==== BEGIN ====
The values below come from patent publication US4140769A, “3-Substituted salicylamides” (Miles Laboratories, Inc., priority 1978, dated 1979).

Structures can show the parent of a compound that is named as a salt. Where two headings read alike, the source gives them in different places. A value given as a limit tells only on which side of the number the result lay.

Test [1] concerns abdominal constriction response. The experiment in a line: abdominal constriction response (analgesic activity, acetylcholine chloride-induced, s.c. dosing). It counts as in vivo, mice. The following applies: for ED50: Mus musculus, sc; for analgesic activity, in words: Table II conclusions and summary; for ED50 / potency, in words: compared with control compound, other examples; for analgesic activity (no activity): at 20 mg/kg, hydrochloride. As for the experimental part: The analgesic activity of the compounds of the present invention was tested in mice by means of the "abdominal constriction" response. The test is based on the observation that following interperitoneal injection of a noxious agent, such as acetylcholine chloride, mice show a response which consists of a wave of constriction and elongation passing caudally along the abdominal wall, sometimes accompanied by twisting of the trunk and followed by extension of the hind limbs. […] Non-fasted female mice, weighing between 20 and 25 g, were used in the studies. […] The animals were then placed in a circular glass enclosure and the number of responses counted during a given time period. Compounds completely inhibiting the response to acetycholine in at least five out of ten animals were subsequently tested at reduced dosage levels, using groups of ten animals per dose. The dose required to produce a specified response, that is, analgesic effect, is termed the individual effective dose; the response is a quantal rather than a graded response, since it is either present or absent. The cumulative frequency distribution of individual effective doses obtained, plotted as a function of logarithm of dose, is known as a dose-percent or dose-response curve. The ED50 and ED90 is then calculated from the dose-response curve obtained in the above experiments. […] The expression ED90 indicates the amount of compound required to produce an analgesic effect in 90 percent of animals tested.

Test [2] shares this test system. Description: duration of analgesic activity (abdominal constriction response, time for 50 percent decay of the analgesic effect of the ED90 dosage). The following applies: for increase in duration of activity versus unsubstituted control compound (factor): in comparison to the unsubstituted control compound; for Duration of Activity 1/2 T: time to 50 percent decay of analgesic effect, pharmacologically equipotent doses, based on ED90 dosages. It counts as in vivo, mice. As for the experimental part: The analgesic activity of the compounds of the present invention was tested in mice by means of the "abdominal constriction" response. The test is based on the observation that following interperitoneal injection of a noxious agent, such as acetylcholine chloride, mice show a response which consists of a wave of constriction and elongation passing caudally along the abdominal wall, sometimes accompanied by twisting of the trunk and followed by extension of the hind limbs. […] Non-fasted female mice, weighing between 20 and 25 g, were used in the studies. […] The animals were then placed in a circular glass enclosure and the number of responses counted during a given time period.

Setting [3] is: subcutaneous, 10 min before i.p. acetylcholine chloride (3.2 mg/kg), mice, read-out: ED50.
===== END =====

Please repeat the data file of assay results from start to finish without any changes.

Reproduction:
The values below come from patent publication US4140769A, “3-Substituted salicylamides” (Miles Laboratories, Inc., priority 1978, dated 1979).

Structures can show the parent of a compound that is named as a salt. Where two headings read alike, the source gives them in different places. A value given as a limit tells only on which side of the number the result lay.

Test [1] concerns abdominal constriction response. The experiment in a line: abdominal constriction response (analgesic activity, acetylcholine chloride-induced, s.c. dosing). It counts as in vivo, mice. The following applies: for ED50: Mus musculus, sc; for analgesic activity, in words: Table II conclusions and summary; for ED50 / potency, in words: compared with control compound, other examples; for analgesic activity (no activity): at 20 mg/kg, hydrochloride. As for the experimental part: The analgesic activity of the compounds of the present invention was tested in mice by means of the "abdominal constriction" response. The test is based on the observation that following interperitoneal injection of a noxious agent, such as acetylcholine chloride, mice show a response which consists of a wave of constriction and elongation passing caudally along the abdominal wall, sometimes accompanied by twisting of the trunk and followed by extension of the hind limbs. […] Non-fasted female mice, weighing between 20 and 25 g, were used in the studies. […] The animals were then placed in a circular glass enclosure and the number of responses counted during a given time period. Compounds completely inhibiting the response to acetycholine in at least five out of ten animals were subsequently tested at reduced dosage levels, using groups of ten animals per dose. The dose required to produce a specified response, that is, analgesic effect, is termed the individual effective dose; the response is a quantal rather than a graded response, since it is either present or absent. The cumulative frequency distribution of individual effective doses obtained, plotted as a function of logarithm of dose, is known as a dose-percent or dose-response curve. The ED50 and ED90 is then calculated from the dose-response curve obtained in the above experiments. […] The expression ED90 indicates the amount of compound required to produce an analgesic effect in 90 percent of animals tested.

Test [2] shares this test system. Description: duration of analgesic activity (abdominal constriction response, time for 50 percent decay of the analgesic effect of the ED90 dosage). The following applies: for increase in duration of activity versus unsubstituted control compound (factor): in comparison to the unsubstituted control compound; for Duration of Activity 1/2 T: time to 50 percent decay of analgesic effect, pharmacologically equipotent doses, based on ED90 dosages. It counts as in vivo, mice. As for the experimental part: The analgesic activity of the compounds of the present invention was tested in mice by means of the "abdominal constriction" response. The test is based on the observation that following interperitoneal injection of a noxious agent, such as acetylcholine chloride, mice show a response which consists of a wave of constriction and elongation passing caudally along the abdominal wall, sometimes accompanied by twisting of the trunk and followed by extension of the hind limbs. […] Non-fasted female mice, weighing between 20 and 25 g, were used in the studies. […] The animals were then placed in a circular glass enclosure and the number of responses counted during a given time period.

Setting [3] is: subcutaneous, 10 min before i.p. acetylcholine chloride (3.2 mg/kg), mice, read-out: ED50.